DENVER -- Tuesday's bottom of the first began with Fernando Tatis Jr., arguably the most magnetic star in the sport, digging in againstShohei Ohtani, undoubtedly the most unique talent in baseball history. A quick acknowledgement was followed by two fastballs, then a slider, then a splitter, then another slider. Ohtani induced a fly out. Tatis returned to the dugout in bewilderment.
"He gave me everything!" Tatis exclaimed. "I thought he was gonna give me only fastballs. Come on, man -- you throw a hundred!"
A dark cloud has hung over Major League Baseball over these past few weeks. Incessant talk about the industry's issues with foreign substances was followed by hideous sexual assault allegations against the sport's highest-paid player, all within the backdrop of interminable concern about baseball's future.
But sometimes the game takes over and nothing else seems to matter.
Sometimes the balls fly, the personalities come out, the young stars emerge and the hype that surrounds these major events is actually realized. This All-Star Game -- won by the American League by a 5-2 score -- provided that. It was a much-needed break from the troubles that ail this sport, perhaps even an acknowledgement that some of them might be overblown. It was also an emphatic representation of life normalizing amid the COVID-19 pandemic, demonstrated by the electric crowds that filled Coors Field over these past two nights.
"Baseball is back," Tatis declared. "The real energy, the real vibe."
This All-Star Game, and the events that surrounded it, had a lot of winners, none more so than the fans.
Here are five others.
Vlad Jr. cracked this list simply with his glove.
Then he hit a 1-1 slider out over the plate from Corbin Burnes and smoked a 468-foot home run, the longest at the All-Star Game in 10 years. It was his second batted ball at 110-plus mph, and it came 15 years after his father's All-Star Game homer, making them the third father-son duo to accomplish that feat, alongside Bobby and Barry Bonds and Ken Griffey Sr. and Ken Griffey Jr. At 22 years and 119 days old, it made him the youngest player to homer in the All-Star Game since Johnny Bench. Ultimately, it also won him the MVP.
"I made a promise to them that I'd win it," Guerrero said in Spanish, "and thankfully I'm bringing it back."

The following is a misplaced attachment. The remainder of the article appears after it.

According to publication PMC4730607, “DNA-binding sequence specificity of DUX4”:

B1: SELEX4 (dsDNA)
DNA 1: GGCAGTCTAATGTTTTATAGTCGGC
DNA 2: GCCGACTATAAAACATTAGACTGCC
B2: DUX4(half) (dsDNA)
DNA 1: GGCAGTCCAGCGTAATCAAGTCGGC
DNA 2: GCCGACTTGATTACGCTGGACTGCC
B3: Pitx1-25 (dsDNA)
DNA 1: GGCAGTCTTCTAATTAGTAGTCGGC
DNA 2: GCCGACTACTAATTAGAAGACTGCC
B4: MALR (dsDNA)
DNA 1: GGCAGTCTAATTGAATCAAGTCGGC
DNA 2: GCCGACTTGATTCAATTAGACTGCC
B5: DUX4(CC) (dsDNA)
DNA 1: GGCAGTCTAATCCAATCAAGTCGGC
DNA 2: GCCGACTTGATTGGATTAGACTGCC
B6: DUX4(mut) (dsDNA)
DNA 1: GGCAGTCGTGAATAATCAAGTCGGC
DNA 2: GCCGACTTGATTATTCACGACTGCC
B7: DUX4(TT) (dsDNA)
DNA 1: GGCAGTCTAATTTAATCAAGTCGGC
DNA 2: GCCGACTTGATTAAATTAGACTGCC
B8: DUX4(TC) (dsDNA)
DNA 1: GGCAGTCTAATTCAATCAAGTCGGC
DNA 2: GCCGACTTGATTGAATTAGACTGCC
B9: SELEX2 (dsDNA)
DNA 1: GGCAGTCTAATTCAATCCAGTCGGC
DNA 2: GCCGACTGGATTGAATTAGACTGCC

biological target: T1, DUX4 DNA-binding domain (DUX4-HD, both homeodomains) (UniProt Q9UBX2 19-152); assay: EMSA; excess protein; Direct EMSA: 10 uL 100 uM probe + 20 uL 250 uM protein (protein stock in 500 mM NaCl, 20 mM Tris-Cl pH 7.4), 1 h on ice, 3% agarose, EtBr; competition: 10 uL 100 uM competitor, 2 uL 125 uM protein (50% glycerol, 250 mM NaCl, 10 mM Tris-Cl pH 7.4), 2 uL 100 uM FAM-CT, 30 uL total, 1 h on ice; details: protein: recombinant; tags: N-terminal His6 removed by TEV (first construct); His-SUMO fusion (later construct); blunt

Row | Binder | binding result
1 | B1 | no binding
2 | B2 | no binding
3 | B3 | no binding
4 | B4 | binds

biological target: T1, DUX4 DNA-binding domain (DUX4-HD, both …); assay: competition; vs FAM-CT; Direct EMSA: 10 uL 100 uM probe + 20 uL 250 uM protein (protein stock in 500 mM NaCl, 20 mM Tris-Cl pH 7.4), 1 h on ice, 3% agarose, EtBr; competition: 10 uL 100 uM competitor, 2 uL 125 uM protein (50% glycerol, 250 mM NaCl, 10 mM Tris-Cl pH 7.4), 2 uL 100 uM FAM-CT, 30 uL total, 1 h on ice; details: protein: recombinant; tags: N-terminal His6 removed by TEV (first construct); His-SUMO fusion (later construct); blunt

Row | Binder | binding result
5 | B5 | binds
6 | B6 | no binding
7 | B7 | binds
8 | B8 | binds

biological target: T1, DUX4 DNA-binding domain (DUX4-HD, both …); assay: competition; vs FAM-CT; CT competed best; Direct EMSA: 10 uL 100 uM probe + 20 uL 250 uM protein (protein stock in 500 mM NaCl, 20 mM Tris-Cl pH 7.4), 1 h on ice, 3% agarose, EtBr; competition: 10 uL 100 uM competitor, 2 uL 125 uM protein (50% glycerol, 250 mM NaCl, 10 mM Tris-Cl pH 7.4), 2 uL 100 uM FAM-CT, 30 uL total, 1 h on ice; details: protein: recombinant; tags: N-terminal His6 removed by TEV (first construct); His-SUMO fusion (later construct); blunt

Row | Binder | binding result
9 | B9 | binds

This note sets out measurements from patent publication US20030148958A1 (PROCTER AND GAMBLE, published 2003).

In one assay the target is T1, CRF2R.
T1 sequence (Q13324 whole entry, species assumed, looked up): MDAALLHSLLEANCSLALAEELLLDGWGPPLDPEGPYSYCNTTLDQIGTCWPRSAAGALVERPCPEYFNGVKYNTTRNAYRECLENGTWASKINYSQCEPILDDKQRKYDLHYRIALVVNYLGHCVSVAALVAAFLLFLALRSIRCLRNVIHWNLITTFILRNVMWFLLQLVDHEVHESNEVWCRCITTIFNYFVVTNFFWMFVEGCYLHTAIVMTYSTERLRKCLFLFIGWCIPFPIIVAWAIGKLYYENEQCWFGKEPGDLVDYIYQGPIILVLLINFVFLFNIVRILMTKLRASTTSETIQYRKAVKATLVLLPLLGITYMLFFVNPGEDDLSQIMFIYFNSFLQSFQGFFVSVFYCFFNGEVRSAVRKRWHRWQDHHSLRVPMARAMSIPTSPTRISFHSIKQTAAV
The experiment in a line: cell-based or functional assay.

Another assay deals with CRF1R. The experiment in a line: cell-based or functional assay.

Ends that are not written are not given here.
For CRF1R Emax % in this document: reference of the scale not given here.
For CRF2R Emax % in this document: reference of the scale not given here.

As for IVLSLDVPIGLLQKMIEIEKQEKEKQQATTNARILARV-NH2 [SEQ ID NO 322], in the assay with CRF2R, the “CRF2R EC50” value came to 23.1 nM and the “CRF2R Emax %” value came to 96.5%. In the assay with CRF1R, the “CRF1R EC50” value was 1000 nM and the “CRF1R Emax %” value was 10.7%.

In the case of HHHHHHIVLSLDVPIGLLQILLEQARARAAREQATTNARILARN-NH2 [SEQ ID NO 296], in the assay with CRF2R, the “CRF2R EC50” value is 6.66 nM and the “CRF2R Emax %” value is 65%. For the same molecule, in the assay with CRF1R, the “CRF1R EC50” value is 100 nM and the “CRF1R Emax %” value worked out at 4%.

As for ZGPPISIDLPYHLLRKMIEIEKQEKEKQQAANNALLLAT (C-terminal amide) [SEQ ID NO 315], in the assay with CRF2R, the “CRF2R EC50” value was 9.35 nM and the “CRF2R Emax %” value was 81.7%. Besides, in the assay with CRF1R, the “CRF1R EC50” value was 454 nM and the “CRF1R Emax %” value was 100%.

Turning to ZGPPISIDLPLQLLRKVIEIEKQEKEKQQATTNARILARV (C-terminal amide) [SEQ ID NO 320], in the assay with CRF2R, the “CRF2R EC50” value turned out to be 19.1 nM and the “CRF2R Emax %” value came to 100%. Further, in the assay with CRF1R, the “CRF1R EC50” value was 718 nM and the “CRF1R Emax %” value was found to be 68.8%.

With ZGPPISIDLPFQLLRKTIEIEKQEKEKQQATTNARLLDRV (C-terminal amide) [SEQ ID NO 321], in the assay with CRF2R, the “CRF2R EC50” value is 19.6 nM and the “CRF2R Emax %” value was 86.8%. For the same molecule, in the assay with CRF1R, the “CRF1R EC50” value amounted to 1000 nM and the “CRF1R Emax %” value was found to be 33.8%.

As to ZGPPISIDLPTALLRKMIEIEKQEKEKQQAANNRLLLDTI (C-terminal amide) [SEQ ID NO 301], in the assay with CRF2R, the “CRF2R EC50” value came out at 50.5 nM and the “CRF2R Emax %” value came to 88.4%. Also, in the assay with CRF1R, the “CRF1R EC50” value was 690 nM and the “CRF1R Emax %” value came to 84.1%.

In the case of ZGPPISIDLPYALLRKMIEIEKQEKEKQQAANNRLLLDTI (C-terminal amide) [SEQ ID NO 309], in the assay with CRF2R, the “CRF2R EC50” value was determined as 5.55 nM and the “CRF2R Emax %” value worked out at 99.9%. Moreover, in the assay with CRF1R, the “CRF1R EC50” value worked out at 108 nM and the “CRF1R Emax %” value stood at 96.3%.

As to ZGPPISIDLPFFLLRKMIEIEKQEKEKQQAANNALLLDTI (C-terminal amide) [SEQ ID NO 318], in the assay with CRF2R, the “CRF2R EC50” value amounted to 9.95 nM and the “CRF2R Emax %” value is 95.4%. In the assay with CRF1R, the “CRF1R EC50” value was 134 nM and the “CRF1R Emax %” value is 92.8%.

All-Star Week doubled as a celebration of Ohtani's unprecedented first half. Cameras followed him everywhere he went. Fellow players gawked at his exploits. Media members crowded around the dugout, waiting for him to merely venture outside. Ohtani headlined a star-studded event, and somehow he did not disappoint.
On Monday, he engaged in an epic showdown with Juan Soto, amassing 28 home runs -- 15 of which traveled 475-plus feet and six of which reached 500. Ohtani ultimately lost in the third tiebreaker, then slept in until 10:30 a.m., arrived at the ballpark a few hours later, hit in the batting cages and stepped onto the field around 5:30 p.m. to begin his pre-start warmup.
In the top of the first, Ohtani had a base hit taken away from him. In the bottom of the first, he retired Tatis, Max Muncy andNolan Arenadoin order, the latter of whom saw back-to-back 100 mph fastballs.
By the end of the night, fittingly, Ohtani was the game's winning pitcher.
"It was definitely more fun than nervous," Ohtani said through his interpreter. "I definitely want to be back at the All-Star Game."
The list of Ohtani milestones is already daunting. He's the first player to: be selected to the All-Star Game as a pitcher and hitter, hit 20 home runs and strike out 80 batters in the same season, combine 10 starts with 10 home runs and 10 stolen bases in the same season, reach 32 home runs and 12 stolen bases by the All-Star break, on and on and on. Babe Ruth is the only close comparison, and even The Bambino himself doesn't do Ohtani's two-way prowess justice.
His excellence is almost indescribable, but Freddie Freeman made a valid attempt at capturing it: